DOC memo: We're no longer calling inmates "prisoners", "convicts" or "offenders"

(AP File Photo/Andrew Selsky)

They were once prisoners, inmates or offenders. Now, the nearly 19,000 residents of Washington’s 12 state prisons will be referred to another way.

Those serving time in prison will no longer be referred to as “offenders” or “convicts,” according to a memo from the leader of the Department of Corrections. If they’re in a class behind bars, they’ll be called “students.” If they’re in the prison infirmary, they’ll be called “patients.” And, spokesman Jeremy Barclay said, if no other moniker applies, they’ll be called “incarcerated persons.”

“Secretary of Corrections Richard Morgan has put out a memo to staff requesting the alternation of vocabulary,” said Barclay. Secretary Morgan is trying to remove negative connotations when referring to those who are or have been imprisoned—as well as their families.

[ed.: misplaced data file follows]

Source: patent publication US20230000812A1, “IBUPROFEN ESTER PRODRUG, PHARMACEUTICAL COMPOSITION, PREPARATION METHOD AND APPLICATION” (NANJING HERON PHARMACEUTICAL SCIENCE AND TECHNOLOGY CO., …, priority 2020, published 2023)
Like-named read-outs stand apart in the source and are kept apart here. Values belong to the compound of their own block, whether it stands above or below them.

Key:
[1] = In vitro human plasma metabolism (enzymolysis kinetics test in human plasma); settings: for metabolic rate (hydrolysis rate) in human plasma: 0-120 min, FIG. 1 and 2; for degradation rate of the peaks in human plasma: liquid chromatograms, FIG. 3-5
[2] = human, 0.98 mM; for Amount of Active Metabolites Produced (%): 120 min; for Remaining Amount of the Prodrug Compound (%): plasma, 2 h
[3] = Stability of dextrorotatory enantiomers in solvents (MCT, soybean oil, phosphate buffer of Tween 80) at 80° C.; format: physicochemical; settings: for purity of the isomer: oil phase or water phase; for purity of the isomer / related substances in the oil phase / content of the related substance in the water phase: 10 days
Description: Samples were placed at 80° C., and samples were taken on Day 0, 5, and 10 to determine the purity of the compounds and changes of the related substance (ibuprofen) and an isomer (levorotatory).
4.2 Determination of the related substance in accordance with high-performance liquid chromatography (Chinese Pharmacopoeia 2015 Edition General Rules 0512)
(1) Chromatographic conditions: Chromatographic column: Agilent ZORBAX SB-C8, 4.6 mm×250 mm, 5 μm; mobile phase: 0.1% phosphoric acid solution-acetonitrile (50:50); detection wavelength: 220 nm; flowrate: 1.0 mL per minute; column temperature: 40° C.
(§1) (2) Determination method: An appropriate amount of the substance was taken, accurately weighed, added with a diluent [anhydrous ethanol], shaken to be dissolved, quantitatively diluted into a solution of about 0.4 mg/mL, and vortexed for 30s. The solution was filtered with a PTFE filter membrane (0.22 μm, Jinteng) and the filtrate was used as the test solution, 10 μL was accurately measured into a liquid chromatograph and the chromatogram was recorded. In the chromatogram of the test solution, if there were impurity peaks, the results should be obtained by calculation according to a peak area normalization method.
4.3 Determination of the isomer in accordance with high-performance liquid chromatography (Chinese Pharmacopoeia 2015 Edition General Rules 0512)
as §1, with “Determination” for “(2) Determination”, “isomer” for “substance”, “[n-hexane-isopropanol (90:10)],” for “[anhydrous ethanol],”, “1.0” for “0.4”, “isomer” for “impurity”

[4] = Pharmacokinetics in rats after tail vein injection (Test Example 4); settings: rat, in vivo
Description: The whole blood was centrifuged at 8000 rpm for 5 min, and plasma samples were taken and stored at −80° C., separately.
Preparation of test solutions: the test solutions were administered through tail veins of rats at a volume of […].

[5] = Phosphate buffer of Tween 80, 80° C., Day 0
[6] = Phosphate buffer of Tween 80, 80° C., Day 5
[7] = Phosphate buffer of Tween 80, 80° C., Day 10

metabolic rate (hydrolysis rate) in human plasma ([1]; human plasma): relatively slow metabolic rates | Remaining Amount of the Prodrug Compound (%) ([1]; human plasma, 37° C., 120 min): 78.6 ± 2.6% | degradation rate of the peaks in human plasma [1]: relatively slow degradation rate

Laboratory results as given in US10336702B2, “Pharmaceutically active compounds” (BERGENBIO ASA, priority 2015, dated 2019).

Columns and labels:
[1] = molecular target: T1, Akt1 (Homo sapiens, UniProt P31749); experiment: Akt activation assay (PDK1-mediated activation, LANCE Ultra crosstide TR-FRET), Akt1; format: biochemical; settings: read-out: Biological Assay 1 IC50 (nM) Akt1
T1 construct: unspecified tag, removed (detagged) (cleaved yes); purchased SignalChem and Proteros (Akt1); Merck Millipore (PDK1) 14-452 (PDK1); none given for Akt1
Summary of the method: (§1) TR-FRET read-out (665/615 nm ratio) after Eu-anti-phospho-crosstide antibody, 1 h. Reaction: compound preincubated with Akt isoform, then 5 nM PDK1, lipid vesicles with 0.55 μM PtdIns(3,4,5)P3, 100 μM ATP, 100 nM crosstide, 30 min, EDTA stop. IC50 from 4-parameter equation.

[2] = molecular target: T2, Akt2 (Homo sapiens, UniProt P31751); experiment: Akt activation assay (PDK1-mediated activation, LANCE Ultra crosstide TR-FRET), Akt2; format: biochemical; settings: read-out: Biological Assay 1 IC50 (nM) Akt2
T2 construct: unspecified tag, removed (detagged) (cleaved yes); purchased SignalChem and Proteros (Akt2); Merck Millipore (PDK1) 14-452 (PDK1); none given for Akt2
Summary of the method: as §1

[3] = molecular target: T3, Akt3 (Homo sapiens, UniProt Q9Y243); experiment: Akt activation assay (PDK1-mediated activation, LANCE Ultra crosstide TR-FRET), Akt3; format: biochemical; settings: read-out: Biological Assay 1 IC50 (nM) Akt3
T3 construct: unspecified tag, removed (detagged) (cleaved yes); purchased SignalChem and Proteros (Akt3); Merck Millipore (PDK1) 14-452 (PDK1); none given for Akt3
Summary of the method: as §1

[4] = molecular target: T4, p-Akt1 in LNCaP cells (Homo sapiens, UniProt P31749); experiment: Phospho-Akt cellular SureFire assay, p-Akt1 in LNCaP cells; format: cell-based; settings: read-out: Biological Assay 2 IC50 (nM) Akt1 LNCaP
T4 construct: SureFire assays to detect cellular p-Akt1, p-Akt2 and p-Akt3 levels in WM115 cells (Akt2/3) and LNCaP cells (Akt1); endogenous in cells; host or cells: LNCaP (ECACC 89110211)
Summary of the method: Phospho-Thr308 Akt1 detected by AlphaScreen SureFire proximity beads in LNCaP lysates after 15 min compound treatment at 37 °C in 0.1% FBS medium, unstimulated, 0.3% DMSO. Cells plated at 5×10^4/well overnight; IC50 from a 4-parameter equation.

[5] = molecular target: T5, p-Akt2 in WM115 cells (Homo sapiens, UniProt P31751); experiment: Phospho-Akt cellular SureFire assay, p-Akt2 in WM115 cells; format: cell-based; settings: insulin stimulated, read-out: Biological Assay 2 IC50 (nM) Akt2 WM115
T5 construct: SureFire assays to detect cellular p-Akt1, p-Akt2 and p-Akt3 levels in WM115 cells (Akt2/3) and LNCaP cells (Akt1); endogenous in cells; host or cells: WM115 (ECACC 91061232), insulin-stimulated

“When they enter a facility to visit their loved ones, they’re referred to as ‘offender families,’ instead of a family just coming to visit a loved one,” Barclay added.

And perhaps just as important, Barclay says, it’s about the self-image of a person who’s behind bars who is most likely to be released someday.

Barclay says Washington isn’t alone in this. Prisoners in other states like Pennsylvania and those in federal penitentiaries are being referred to more kindly now because studies show words do matter—and what you call someone can not only define who he is now, but who he’ll be in the future as well.

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